After weeks of nearly deadlocked polling in the presidential race, President Barack Obama appears to have broken away with a significant lead over former Massachusetts governor Mitt Romney.

A new poll from the Pew Research Center shows Obama finally cracking his margin-of-error lead over Romney, now ahead of the former Bain Capital CEO by 7 points. From the Los Angeles Times:

The national survey, completed July 9, showed Obama outpacing Romney by 50 percent to 43 percent. That’s a more substantial gap than most recent surveys have registered, but Obama has held at least a small lead in earlier polling by Pew. The independent polling operation said there had been “no clear trend in either candidate’s support” since Romney secured the GOP nomination in early spring.

When it comes to fixing the economy—the top issue of the campaign–“Romney has not seized the advantage,” Pew’s analysis concluded. “In fact, he has lost ground on this issue over the past month.”

Of potentially greater significance than the overall national figures, Obama continues to lead Romney in battleground states. In the 12 states considered most competitive at this point, the president holds a seven percentage-point edge, 51 to 44, the Pew survey found. A Wall Street Journal survey, released late last month, also showed Obama with an eight-point advantage in battleground states.

That’s all well and good for the Obama campaign, so long as the polls are accurate. But last month, at a conference produced by Ralph Reed’s Faith and Freedom Coalition, I learned that this year, especially, the polls could be faulty.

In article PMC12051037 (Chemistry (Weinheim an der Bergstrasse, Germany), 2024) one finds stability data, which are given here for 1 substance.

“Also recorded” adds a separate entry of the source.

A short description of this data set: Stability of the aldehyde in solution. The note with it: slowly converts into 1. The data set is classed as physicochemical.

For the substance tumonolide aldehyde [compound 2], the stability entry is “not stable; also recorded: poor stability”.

Polling models, Reed explained to a group of activists in a strategy session, are based on the last election. If, in a given election, the demographic mix of the electorate — the people who actually cast votes — deviates from that of the previous election, the polls are not predictive of what will happen in the voting booth, Reed said.

This year, Obama is unlikely to draw the numbers of young people to the polls that the euphoric notion of a young, optimistic, mixed-race president did in 2008. In 2012, the fortunes of the young have fallen.

On the other hand, in 2008, the GOP did not have Ralph Reed organizing voter turnout for them, at least not in the way they do now. (In 2008, Reed was still laying low after being implicated, though not charged, in the 2004 Jack Abramoff scandal.)

Reed claims his Faith and Freedom Coalition is active in all the swing states, and he says they plan to contact some 27.1 million voters multiple times. In Florida alone, Reed says his group has identified 200,000 right-wing evangelical Christians who are not registered to vote — and, of course, he means to fix that.

In the Wisconsin recall, Reed very nearly claims to have made the difference that resulted in Scott Walker’s victory. However disputed that claim may be, there’s little doubt that he’ll be working in sync with his old business partner, Tim Phillips, president of David Koch’s Americans For Prosperity.

I’m a little fixated on the Reed angle at the moment, having published a long-form expose on him at AlterNet this week.

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